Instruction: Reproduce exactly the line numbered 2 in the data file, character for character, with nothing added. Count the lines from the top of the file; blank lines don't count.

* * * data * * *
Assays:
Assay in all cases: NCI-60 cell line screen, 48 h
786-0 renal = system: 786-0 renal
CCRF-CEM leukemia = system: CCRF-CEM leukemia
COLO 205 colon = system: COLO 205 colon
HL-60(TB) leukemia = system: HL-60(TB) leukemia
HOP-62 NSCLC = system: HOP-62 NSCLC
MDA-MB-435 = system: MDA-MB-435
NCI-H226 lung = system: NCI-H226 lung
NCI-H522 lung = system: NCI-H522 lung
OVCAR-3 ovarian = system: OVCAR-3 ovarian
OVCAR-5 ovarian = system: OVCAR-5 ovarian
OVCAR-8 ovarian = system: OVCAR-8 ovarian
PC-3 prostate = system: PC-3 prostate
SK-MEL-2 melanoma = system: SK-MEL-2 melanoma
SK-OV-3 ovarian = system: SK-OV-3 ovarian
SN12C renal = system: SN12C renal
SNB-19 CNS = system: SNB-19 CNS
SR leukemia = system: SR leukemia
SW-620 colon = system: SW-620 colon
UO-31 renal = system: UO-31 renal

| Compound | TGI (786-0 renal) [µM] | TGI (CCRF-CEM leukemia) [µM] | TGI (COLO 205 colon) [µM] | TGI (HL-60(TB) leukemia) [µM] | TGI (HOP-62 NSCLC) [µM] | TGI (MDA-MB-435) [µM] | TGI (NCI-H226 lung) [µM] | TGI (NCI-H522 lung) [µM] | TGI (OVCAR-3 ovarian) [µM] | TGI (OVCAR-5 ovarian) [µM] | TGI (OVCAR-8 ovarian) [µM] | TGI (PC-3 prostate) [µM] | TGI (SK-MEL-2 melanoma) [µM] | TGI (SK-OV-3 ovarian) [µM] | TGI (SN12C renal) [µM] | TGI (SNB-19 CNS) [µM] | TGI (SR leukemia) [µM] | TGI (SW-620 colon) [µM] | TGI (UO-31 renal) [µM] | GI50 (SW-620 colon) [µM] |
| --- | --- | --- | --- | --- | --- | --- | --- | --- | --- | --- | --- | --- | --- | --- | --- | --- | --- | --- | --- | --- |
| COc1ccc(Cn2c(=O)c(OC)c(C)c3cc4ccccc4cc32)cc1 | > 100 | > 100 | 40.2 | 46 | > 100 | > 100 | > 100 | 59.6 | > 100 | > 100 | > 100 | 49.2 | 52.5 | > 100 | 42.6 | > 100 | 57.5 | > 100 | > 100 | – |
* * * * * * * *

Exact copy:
Assay in all cases: NCI-60 cell line screen, 48 h